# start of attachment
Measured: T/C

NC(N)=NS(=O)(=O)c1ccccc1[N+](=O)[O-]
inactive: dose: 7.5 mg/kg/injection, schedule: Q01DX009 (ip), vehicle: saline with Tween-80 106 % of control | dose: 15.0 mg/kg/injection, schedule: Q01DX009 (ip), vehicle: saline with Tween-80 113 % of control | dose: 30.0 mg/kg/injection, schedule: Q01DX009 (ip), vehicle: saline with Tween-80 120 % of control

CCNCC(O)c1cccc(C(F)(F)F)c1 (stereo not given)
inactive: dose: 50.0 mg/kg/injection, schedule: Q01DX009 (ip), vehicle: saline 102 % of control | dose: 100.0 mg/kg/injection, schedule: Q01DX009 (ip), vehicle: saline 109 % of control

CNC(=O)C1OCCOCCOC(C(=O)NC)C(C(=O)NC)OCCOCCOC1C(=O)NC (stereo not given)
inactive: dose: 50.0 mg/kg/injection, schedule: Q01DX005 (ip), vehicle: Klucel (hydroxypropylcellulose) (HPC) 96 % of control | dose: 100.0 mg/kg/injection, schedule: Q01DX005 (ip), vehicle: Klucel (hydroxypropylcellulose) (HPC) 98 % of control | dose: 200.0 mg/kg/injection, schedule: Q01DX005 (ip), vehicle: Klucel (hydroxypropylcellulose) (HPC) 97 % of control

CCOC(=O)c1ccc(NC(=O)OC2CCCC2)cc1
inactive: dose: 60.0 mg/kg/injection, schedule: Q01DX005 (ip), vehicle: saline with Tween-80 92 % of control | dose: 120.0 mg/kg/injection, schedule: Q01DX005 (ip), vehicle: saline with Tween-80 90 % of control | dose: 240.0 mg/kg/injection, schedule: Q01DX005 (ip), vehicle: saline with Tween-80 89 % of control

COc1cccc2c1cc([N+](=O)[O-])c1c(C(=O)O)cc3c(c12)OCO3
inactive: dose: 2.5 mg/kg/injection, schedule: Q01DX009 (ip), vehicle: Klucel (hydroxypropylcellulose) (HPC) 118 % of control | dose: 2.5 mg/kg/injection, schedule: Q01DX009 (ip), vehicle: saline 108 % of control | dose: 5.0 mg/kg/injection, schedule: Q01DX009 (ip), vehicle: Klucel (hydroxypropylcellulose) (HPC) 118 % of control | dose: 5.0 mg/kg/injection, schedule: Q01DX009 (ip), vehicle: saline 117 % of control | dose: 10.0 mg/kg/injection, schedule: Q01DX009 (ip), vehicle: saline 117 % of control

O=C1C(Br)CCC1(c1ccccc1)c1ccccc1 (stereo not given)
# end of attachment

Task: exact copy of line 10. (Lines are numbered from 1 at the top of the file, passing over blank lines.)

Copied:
COc1cccc2c1cc([N+](=O)[O-])c1c(C(=O)O)cc3c(c12)OCO3